The light-sensing cells at the back of the eye form a thin layer called the retina. As we age, or in the aftermath of head trauma, this delicate sheet of cells becomes vulnerable to pressures that can pull it away from its normal position. This is called retinal detachment, and without proper treatment, the patient may permanently lose their vision in the affected eye.
Although there are established surgeries with high success rates, there are still risks, and the operation itself can significantly impact a patient’s quality of life for an extended period. There has been little innovation in this space in over a century. That’s why Toronto-based company Synakis is looking for better options to surgically re-attach the retina.
The operation involves removing the vitreous (a gel-like substance with tiny fibres that attach to the retina) so that surgeons can access the retina and repair the damage. Once the vitreous has been removed and the retina pushed back, the cavity needs to be filled with a vitreous substitute to restore functionality.
At around 85%, the success rate is good, but not perfect; either way, your life is going to be pretty uneventful for the foreseeable future.
“When your vision works properly, it’s taken for granted; when it fails, you realize just how much your quality of life is affected… it’s an unpleasant experience,” said Synakis President Alexander Baker, who completed his PhD at the Shoichet Lab in 2019.
For over a century physicians have mainly used gas — “literally filling the eye like a balloon,” said Baker. As part of the patient’s recovery, the gas bubble must be absorbed by the eye, and that can take anywhere from two to six weeks.
To keep the bubble in the right spot, patients must work with gravity by holding their head in a certain position during the recovery period (known as “posturing”). Strenuous activities like working, driving, or intense exercise are out of the question until recovery is complete.
Silicone oil is another option. These substitutes have different physical properties like density and stability which determine their longevity, and they are eventually removed because they aren’t absorbable and the oil may emulsify if it is disturbed too much or left in too long, resulting in blurry vision. Moreover, the double surgery is a further burden on the patient.
Synakis was founded with the mission of creating a stable vitreous substitute that reliably delivers clear vision, and doesn’t require weeks of inactivity after the operation. Development is underway, and the group are working towards scaling up manufacturing with the goal of getting their novel material into clinical trials.
The project began with ophthalmologist Rob Devenyi from Toronto Western Hospital, who noticed a clear demand from both surgeons and patients for a better solution, and a strong market for it. In North America, there are ~250,000 surgeries requiring the removal of the vitreous performed annually, including ocular gene therapy, and correcting macular holes and retinal detachment.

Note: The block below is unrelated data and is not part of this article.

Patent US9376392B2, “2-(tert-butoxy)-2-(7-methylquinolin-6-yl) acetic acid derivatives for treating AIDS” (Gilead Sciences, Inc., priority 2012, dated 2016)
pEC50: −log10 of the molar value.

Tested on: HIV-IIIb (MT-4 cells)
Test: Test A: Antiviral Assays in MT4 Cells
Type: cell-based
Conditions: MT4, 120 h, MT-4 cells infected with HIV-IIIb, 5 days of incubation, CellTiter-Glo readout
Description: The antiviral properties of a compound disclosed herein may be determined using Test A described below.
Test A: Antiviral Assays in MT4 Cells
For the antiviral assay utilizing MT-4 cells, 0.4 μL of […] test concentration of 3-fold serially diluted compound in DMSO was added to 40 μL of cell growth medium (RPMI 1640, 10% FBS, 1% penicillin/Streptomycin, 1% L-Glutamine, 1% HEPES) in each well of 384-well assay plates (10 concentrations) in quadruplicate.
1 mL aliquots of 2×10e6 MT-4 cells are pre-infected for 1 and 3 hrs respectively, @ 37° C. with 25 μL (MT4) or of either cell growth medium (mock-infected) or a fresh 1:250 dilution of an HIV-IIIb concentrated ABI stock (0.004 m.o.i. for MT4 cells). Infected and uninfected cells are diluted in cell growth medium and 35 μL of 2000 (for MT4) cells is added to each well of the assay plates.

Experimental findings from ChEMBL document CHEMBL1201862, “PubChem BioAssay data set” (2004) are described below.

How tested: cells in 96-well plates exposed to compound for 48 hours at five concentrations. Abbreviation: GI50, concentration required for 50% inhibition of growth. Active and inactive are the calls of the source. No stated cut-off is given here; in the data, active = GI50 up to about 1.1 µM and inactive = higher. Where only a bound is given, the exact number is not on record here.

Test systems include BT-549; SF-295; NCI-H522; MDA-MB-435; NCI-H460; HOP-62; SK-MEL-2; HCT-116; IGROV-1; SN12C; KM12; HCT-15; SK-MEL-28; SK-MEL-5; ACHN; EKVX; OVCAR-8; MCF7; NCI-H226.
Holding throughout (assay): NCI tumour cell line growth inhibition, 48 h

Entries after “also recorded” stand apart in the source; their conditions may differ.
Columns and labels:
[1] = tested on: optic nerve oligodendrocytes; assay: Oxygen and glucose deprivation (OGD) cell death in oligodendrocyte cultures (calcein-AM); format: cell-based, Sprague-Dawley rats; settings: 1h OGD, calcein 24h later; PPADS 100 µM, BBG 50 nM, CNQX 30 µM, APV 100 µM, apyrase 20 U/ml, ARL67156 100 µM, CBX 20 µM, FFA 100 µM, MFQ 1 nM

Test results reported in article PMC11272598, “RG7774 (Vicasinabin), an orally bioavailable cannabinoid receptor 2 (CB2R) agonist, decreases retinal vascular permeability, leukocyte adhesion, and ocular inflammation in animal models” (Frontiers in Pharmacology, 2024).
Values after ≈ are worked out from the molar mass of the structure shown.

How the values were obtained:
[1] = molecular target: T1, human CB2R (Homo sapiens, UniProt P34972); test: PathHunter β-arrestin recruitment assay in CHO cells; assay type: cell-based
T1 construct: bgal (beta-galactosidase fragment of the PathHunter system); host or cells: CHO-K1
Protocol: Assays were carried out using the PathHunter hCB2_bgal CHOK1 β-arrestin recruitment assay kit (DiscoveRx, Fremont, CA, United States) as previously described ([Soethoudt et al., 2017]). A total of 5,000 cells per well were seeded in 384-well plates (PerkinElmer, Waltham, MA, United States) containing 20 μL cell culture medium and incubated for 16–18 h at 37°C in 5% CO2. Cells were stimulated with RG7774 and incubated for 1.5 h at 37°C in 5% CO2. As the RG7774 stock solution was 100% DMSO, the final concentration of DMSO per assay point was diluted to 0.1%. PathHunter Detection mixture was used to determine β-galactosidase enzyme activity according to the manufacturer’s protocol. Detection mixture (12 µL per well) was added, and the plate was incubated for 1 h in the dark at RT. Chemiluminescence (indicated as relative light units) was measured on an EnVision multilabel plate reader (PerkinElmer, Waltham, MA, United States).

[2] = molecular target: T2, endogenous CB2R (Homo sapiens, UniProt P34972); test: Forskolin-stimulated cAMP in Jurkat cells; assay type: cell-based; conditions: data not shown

To develop a solution, Devenyi partnered with internationally recognized biomaterials scientist Molly Shoichet. Shoichet is a Research2Reality co-founder and professor of chemical engineering at the University of Toronto. She is also the co-founder of AmacaThera, a company that is developing a safe alternative to prescription opioids for managing post-operative pain.
A stable, biodegradable, and injectable substitute
After consulting with patients and surgeons in both the Toronto area and internationally, the objective became clear for Synakis: to develop a stable, biodegradable, and injectable vitreous substitute that delivers clear vision. No double surgery, no posturing, no extended recovery times, and more consistent outcomes.
Following years in the lab spent optimizing the hydrogel formulation, the team progressed to testing the material in animal models.
“We knew we had to test this in vivo as you want to make sure the risk is as low as possible. We’ve done lots of animal testing in rabbits to show there is no concern about the material degrading, and that it’s tolerated, i.e., the eyes are still healthy after,” said Baker.
“With the results of our research recently published in Biomaterials — a peer-reviewed journal — this builds our reputation as leaders in developing better vitreous substitutes.”
The team are now focused on accumulating enough funding so they can demonstrate the feasibility of scaling up manufacturing efficiently — a mandatory part of the regulatory process needed to gain approval for clinical trials.
The experience of developing a company from the ground up was a formative one for Baker, who has been central to the project’s development from both a scientific and business perspective.
“Shifting to the role of president with Synakis made me learn more about business development,” commented Baker. “Molly is a fantastic mentor because she has plenty of experience on boards, but also in the commercialization space.
“Before leading this project, I didn’t have a lot of experience working with clinicians, and it takes a multi-disciplinary team to solve these big challenges. At Synakis, we’ve been able to establish that team.”
To learn more about Synakis, readers are invited to reach out to Alexander Baker by email.